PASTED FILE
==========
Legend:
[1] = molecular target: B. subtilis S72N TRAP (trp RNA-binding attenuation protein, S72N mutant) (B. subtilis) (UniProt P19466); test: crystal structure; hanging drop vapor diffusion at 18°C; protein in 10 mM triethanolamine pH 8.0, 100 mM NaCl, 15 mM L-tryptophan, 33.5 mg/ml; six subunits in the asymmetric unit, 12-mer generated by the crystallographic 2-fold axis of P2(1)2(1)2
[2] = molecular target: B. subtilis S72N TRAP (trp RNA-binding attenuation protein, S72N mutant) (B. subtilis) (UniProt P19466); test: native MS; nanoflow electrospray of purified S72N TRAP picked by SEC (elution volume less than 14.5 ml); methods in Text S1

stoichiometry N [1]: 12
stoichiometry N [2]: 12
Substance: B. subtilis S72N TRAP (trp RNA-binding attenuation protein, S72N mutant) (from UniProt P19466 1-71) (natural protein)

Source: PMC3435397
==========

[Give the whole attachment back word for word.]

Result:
Legend:
[1] = molecular target: B. subtilis S72N TRAP (trp RNA-binding attenuation protein, S72N mutant) (B. subtilis) (UniProt P19466); test: crystal structure; hanging drop vapor diffusion at 18°C; protein in 10 mM triethanolamine pH 8.0, 100 mM NaCl, 15 mM L-tryptophan, 33.5 mg/ml; six subunits in the asymmetric unit, 12-mer generated by the crystallographic 2-fold axis of P2(1)2(1)2
[2] = molecular target: B. subtilis S72N TRAP (trp RNA-binding attenuation protein, S72N mutant) (B. subtilis) (UniProt P19466); test: native MS; nanoflow electrospray of purified S72N TRAP picked by SEC (elution volume less than 14.5 ml); methods in Text S1

stoichiometry N [1]: 12
stoichiometry N [2]: 12
Substance: B. subtilis S72N TRAP (trp RNA-binding attenuation protein, S72N mutant) (from UniProt P19466 1-71) (natural protein)

Source: PMC3435397